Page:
“…“The two great aims of industrialism — replacement of people by technology and concentration of wealth into the hands of a small plutocracy — seem close to fulfillment,” Berry told the crowd at the John F. Kennedy Center for the Performing Arts. “At the same time, the failures of industrialism have become too great and too dangerous to deny. Corporate industrialism itself has exposed the falsehood that it ever was inevitable or that it ever has given precedence to the common good.”
The Jefferson Lecture “is the most prestigious honor the federal government bestows for distinguished intellectual achievement in the humanities,” according to the NEH, which sponsors it every year.
Before the speech, Berry wryly commended the NEH’s courage in inviting him without first reading his remarks. At the end of the event, NEH Chair Jim Leach humorously added: “The views of the speaker do not necessarily reflect the views of the United States government.”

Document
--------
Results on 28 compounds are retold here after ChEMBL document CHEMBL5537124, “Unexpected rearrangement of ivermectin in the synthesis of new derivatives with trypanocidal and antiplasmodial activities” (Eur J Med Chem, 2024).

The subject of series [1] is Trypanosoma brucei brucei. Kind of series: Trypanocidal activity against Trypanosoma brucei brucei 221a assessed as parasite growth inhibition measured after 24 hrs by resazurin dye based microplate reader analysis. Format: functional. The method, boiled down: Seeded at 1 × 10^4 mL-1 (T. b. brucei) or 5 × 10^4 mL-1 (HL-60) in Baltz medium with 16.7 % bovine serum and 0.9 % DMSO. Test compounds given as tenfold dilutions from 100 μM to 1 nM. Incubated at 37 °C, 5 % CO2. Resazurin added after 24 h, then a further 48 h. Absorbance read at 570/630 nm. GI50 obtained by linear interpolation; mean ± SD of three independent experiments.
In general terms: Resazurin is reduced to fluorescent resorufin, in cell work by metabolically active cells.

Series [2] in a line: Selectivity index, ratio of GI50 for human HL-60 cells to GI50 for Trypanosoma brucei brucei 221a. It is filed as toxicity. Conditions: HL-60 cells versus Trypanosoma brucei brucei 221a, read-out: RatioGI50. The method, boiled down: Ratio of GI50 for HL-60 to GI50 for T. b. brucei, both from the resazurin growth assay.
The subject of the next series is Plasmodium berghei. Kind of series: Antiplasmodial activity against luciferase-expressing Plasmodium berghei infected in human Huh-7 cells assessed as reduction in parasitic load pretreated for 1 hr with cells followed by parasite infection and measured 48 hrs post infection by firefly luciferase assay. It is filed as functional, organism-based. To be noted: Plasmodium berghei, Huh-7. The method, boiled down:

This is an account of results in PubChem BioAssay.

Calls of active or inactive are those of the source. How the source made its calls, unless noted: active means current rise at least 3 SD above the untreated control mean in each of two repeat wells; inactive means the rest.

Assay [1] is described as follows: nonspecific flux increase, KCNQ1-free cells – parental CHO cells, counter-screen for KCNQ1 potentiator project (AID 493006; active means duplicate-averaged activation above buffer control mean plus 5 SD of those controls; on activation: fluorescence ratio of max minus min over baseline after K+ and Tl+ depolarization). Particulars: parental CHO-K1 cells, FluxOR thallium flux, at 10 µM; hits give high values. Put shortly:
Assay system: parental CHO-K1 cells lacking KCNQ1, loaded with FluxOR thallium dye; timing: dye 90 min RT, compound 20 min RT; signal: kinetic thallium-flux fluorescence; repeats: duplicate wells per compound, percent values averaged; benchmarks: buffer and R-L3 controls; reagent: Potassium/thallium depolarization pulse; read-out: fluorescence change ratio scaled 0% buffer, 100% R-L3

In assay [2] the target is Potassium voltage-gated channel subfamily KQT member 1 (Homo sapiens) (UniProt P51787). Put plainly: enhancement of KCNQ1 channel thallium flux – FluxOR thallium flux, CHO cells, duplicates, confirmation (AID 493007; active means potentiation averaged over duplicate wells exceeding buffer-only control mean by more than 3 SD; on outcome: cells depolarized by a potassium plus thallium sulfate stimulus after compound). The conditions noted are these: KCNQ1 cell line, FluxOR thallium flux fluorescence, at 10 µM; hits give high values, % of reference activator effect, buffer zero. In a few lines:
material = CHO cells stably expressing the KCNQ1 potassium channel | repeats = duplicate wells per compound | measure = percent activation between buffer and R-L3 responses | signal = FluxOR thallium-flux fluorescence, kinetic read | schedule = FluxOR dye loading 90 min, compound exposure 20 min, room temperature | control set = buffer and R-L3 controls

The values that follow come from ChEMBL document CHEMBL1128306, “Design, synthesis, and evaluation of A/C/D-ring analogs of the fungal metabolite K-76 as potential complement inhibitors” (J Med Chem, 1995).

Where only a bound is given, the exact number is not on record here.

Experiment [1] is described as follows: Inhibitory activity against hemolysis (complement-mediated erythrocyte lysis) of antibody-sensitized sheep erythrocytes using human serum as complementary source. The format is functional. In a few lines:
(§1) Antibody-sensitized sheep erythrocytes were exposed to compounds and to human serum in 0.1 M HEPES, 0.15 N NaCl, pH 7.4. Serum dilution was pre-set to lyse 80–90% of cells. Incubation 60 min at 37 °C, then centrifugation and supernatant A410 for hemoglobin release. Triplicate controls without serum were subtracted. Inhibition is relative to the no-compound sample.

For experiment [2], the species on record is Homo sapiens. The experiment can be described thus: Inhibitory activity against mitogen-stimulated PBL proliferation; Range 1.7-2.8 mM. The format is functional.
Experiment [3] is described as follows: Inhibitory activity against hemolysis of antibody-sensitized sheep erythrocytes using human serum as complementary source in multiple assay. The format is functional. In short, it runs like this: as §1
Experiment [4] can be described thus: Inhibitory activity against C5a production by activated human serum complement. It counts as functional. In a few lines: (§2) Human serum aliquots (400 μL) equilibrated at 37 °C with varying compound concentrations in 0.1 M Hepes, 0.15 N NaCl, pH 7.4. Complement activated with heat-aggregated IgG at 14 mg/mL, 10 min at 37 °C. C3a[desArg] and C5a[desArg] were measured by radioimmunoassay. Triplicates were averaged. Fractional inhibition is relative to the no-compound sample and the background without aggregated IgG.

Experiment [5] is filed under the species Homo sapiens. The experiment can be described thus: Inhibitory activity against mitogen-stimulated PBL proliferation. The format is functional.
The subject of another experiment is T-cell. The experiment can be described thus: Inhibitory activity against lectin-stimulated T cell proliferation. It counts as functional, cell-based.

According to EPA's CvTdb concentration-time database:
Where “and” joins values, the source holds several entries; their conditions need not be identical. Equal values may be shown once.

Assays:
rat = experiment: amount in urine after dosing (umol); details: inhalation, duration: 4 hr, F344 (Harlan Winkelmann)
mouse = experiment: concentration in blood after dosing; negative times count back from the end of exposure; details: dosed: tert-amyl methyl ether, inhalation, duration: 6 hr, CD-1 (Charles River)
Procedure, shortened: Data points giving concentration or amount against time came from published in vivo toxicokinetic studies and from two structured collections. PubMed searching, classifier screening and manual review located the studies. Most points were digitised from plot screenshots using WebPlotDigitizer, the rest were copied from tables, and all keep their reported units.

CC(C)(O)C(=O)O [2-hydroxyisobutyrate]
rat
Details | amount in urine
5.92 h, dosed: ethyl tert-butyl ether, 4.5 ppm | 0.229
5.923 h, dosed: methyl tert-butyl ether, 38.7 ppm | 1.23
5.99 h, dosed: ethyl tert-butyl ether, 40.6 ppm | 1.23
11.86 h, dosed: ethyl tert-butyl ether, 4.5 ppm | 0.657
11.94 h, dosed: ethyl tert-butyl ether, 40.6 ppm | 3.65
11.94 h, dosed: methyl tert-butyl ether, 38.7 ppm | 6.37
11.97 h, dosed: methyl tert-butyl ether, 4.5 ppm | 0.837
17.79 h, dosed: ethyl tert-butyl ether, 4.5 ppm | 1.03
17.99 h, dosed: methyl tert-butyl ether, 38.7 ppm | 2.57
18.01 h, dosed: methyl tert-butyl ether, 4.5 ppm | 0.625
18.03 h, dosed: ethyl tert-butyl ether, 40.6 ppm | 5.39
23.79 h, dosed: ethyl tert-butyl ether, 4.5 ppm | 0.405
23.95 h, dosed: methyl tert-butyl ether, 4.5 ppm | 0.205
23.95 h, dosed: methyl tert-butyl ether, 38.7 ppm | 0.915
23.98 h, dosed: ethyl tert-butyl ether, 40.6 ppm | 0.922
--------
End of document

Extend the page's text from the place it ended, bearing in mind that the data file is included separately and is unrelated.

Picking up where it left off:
Berry’s reputation and strident prose must have promised fireworks: An official with the NEH said that Berry’s lecture was sold out three days after it was announced (although some seats were unclaimed on a cold, rainy night in Washington). Samuel Alito, the conservative Supreme Court justice, was rumored to be there.
Berry’s speech was a discussion of affection and its power to bind people to community. It was also a meditation on place and those who “stick” to it — as caretakers and curators. “In affection we find the possibility of a neighborly, kind, and conserving economy,” Berry said.
The opposite of the “sticker” — in the words of Berry’s mentor, the writer Wallace Stegner — is the “boomer,” whose approach is to “pillage and run.”…”